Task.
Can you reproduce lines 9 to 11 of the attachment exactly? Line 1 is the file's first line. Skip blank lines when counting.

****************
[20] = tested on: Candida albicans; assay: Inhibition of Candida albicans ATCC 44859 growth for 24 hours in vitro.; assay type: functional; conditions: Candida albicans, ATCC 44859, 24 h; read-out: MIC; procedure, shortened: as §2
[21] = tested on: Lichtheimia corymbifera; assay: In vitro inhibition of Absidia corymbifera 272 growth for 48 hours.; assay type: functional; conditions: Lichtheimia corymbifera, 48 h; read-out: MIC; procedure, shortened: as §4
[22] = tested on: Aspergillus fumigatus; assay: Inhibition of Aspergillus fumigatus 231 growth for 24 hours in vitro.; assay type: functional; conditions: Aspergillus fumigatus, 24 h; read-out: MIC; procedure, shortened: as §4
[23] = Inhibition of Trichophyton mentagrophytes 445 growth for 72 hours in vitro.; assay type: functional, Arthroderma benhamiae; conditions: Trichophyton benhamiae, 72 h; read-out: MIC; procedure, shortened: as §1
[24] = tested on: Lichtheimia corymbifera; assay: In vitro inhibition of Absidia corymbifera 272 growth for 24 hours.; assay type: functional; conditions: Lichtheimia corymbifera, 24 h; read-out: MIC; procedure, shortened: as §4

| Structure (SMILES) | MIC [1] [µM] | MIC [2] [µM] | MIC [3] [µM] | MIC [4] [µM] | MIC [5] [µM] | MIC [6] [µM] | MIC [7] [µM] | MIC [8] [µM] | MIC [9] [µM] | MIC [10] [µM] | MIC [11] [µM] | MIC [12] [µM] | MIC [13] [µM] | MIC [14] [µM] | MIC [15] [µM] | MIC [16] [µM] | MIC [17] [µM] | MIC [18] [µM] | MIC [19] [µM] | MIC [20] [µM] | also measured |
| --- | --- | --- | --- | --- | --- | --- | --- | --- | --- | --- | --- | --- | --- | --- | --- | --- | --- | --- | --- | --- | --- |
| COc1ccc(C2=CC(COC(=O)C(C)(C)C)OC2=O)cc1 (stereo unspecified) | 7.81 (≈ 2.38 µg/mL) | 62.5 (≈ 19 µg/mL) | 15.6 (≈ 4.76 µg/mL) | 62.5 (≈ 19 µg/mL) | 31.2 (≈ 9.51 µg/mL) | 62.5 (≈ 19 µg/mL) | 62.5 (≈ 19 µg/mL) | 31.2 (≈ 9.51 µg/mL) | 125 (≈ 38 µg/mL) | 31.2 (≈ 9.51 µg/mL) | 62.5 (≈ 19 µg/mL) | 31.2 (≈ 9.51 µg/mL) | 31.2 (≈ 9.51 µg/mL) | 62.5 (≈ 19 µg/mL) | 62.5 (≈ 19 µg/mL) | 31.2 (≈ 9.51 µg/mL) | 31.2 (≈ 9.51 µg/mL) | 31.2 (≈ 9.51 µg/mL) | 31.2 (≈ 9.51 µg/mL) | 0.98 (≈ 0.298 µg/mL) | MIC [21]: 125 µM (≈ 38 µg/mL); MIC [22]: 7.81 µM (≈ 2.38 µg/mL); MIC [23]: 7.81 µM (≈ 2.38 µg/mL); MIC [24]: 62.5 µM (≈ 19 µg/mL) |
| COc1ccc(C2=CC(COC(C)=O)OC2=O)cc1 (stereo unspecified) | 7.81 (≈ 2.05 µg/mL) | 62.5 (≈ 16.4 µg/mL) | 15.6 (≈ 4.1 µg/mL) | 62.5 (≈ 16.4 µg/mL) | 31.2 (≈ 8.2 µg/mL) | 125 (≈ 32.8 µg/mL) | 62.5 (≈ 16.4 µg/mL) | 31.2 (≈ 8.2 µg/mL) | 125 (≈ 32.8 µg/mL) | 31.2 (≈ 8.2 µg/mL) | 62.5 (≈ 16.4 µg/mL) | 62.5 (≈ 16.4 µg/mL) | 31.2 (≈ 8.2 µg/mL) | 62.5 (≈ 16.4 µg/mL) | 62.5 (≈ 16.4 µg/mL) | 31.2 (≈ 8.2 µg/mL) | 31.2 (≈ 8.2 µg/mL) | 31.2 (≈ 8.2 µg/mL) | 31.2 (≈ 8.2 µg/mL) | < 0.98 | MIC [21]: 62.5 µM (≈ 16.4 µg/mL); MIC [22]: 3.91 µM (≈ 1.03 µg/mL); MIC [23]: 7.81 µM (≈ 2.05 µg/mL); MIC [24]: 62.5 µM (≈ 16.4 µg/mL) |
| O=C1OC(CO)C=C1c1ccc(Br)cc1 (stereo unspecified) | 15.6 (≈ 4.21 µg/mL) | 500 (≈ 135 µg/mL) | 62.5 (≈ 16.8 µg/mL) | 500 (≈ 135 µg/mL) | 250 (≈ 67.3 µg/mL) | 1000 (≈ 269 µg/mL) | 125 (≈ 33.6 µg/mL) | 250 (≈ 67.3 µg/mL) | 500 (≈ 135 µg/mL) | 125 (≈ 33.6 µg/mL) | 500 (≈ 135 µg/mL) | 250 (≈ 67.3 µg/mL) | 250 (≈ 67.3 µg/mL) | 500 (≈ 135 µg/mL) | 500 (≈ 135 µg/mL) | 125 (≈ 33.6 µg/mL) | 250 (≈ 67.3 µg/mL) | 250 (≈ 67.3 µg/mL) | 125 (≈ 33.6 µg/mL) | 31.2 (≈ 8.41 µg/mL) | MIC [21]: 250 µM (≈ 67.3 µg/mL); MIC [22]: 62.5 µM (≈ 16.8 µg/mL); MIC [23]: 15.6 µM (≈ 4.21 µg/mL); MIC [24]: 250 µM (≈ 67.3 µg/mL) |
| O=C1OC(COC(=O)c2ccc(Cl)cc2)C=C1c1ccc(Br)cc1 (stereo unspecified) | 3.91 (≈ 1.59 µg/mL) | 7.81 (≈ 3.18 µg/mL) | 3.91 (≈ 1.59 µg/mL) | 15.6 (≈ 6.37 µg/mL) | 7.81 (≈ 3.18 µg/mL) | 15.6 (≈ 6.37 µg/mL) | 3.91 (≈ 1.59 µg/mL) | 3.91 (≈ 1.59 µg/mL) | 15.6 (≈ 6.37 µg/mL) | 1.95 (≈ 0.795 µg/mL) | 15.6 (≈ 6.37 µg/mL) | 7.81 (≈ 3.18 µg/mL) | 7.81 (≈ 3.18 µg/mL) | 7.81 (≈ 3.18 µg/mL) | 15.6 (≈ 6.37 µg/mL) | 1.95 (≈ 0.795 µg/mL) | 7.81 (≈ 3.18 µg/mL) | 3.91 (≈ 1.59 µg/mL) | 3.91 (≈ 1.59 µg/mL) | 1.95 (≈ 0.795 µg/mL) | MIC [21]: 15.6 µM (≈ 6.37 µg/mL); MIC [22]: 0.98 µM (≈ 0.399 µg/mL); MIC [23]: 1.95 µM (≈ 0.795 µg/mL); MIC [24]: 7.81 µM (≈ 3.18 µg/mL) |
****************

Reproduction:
| COc1ccc(C2=CC(COC(C)=O)OC2=O)cc1 (stereo unspecified) | 7.81 (≈ 2.05 µg/mL) | 62.5 (≈ 16.4 µg/mL) | 15.6 (≈ 4.1 µg/mL) | 62.5 (≈ 16.4 µg/mL) | 31.2 (≈ 8.2 µg/mL) | 125 (≈ 32.8 µg/mL) | 62.5 (≈ 16.4 µg/mL) | 31.2 (≈ 8.2 µg/mL) | 125 (≈ 32.8 µg/mL) | 31.2 (≈ 8.2 µg/mL) | 62.5 (≈ 16.4 µg/mL) | 62.5 (≈ 16.4 µg/mL) | 31.2 (≈ 8.2 µg/mL) | 62.5 (≈ 16.4 µg/mL) | 62.5 (≈ 16.4 µg/mL) | 31.2 (≈ 8.2 µg/mL) | 31.2 (≈ 8.2 µg/mL) | 31.2 (≈ 8.2 µg/mL) | 31.2 (≈ 8.2 µg/mL) | < 0.98 | MIC [21]: 62.5 µM (≈ 16.4 µg/mL); MIC [22]: 3.91 µM (≈ 1.03 µg/mL); MIC [23]: 7.81 µM (≈ 2.05 µg/mL); MIC [24]: 62.5 µM (≈ 16.4 µg/mL) |
| O=C1OC(CO)C=C1c1ccc(Br)cc1 (stereo unspecified) | 15.6 (≈ 4.21 µg/mL) | 500 (≈ 135 µg/mL) | 62.5 (≈ 16.8 µg/mL) | 500 (≈ 135 µg/mL) | 250 (≈ 67.3 µg/mL) | 1000 (≈ 269 µg/mL) | 125 (≈ 33.6 µg/mL) | 250 (≈ 67.3 µg/mL) | 500 (≈ 135 µg/mL) | 125 (≈ 33.6 µg/mL) | 500 (≈ 135 µg/mL) | 250 (≈ 67.3 µg/mL) | 250 (≈ 67.3 µg/mL) | 500 (≈ 135 µg/mL) | 500 (≈ 135 µg/mL) | 125 (≈ 33.6 µg/mL) | 250 (≈ 67.3 µg/mL) | 250 (≈ 67.3 µg/mL) | 125 (≈ 33.6 µg/mL) | 31.2 (≈ 8.41 µg/mL) | MIC [21]: 250 µM (≈ 67.3 µg/mL); MIC [22]: 62.5 µM (≈ 16.8 µg/mL); MIC [23]: 15.6 µM (≈ 4.21 µg/mL); MIC [24]: 250 µM (≈ 67.3 µg/mL) |
| O=C1OC(COC(=O)c2ccc(Cl)cc2)C=C1c1ccc(Br)cc1 (stereo unspecified) | 3.91 (≈ 1.59 µg/mL) | 7.81 (≈ 3.18 µg/mL) | 3.91 (≈ 1.59 µg/mL) | 15.6 (≈ 6.37 µg/mL) | 7.81 (≈ 3.18 µg/mL) | 15.6 (≈ 6.37 µg/mL) | 3.91 (≈ 1.59 µg/mL) | 3.91 (≈ 1.59 µg/mL) | 15.6 (≈ 6.37 µg/mL) | 1.95 (≈ 0.795 µg/mL) | 15.6 (≈ 6.37 µg/mL) | 7.81 (≈ 3.18 µg/mL) | 7.81 (≈ 3.18 µg/mL) | 7.81 (≈ 3.18 µg/mL) | 15.6 (≈ 6.37 µg/mL) | 1.95 (≈ 0.795 µg/mL) | 7.81 (≈ 3.18 µg/mL) | 3.91 (≈ 1.59 µg/mL) | 3.91 (≈ 1.59 µg/mL) | 1.95 (≈ 0.795 µg/mL) | MIC [21]: 15.6 µM (≈ 6.37 µg/mL); MIC [22]: 0.98 µM (≈ 0.399 µg/mL); MIC [23]: 1.95 µM (≈ 0.795 µg/mL); MIC [24]: 7.81 µM (≈ 3.18 µg/mL) |